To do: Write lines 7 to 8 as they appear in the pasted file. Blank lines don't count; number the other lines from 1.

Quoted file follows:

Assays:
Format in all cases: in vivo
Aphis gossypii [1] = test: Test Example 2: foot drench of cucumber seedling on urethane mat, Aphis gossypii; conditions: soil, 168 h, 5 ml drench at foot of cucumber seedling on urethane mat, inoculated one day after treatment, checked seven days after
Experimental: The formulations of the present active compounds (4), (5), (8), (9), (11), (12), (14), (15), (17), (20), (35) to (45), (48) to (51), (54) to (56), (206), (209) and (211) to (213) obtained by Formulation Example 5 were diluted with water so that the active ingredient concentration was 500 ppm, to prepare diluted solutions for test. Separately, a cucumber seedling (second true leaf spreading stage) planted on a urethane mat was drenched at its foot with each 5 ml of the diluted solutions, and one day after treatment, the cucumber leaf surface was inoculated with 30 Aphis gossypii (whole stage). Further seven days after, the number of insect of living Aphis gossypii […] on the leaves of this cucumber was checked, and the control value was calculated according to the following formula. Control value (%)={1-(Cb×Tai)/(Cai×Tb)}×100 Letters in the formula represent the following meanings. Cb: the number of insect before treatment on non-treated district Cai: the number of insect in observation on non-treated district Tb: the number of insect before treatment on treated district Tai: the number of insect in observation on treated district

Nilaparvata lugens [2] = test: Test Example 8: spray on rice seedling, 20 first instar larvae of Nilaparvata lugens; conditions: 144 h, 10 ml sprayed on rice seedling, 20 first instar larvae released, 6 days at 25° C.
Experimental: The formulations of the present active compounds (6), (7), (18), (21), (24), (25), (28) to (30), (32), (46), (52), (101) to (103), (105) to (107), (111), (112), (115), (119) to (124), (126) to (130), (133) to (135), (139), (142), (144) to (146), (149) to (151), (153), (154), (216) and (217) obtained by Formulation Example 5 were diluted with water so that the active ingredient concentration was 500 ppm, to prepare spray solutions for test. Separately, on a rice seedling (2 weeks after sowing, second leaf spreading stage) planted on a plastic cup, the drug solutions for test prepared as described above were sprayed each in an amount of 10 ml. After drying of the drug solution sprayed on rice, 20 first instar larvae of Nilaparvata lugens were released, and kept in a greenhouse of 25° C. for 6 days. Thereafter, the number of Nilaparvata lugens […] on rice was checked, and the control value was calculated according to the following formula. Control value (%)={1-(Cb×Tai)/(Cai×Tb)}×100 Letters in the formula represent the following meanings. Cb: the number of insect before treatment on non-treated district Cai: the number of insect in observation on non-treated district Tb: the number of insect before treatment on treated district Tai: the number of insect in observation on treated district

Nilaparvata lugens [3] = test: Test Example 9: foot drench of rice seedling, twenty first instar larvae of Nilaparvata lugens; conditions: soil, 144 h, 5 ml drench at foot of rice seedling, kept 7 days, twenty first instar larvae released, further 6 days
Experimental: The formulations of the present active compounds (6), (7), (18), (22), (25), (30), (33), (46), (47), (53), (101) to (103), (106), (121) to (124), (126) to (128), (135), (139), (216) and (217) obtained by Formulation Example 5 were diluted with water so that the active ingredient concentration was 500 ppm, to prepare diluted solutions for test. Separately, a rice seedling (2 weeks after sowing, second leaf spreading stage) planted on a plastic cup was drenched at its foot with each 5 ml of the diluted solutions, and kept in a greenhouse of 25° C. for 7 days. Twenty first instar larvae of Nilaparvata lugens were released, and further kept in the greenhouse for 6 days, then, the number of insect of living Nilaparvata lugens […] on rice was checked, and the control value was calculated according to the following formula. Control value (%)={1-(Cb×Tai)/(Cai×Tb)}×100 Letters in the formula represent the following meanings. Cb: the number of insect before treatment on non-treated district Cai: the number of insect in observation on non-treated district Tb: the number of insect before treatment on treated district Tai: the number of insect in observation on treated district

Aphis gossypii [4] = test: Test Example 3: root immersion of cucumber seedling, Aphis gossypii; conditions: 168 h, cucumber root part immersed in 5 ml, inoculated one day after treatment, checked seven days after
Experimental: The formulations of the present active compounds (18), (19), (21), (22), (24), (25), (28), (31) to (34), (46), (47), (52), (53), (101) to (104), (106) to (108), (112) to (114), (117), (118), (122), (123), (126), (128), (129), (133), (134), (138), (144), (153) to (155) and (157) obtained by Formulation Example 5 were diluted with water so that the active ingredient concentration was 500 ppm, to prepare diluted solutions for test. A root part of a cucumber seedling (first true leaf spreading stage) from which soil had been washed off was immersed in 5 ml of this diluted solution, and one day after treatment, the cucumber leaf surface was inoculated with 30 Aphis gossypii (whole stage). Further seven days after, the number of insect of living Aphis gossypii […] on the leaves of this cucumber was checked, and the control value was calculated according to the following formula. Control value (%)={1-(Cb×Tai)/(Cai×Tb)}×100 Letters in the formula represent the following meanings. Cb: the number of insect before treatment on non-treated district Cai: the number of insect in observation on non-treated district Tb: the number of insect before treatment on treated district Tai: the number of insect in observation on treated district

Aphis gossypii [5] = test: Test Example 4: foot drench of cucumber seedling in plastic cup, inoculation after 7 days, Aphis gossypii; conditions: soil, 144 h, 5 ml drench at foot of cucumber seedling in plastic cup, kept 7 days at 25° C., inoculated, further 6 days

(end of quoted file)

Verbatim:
Nilaparvata lugens [3] = test: Test Example 9: foot drench of rice seedling, twenty first instar larvae of Nilaparvata lugens; conditions: soil, 144 h, 5 ml drench at foot of rice seedling, kept 7 days, twenty first instar larvae released, further 6 days
Experimental: The formulations of the present active compounds (6), (7), (18), (22), (25), (30), (33), (46), (47), (53), (101) to (103), (106), (121) to (124), (126) to (128), (135), (139), (216) and (217) obtained by Formulation Example 5 were diluted with water so that the active ingredient concentration was 500 ppm, to prepare diluted solutions for test. Separately, a rice seedling (2 weeks after sowing, second leaf spreading stage) planted on a plastic cup was drenched at its foot with each 5 ml of the diluted solutions, and kept in a greenhouse of 25° C. for 7 days. Twenty first instar larvae of Nilaparvata lugens were released, and further kept in the greenhouse for 6 days, then, the number of insect of living Nilaparvata lugens […] on rice was checked, and the control value was calculated according to the following formula. Control value (%)={1-(Cb×Tai)/(Cai×Tb)}×100 Letters in the formula represent the following meanings. Cb: the number of insect before treatment on non-treated district Cai: the number of insect in observation on non-treated district Tb: the number of insect before treatment on treated district Tai: the number of insect in observation on treated district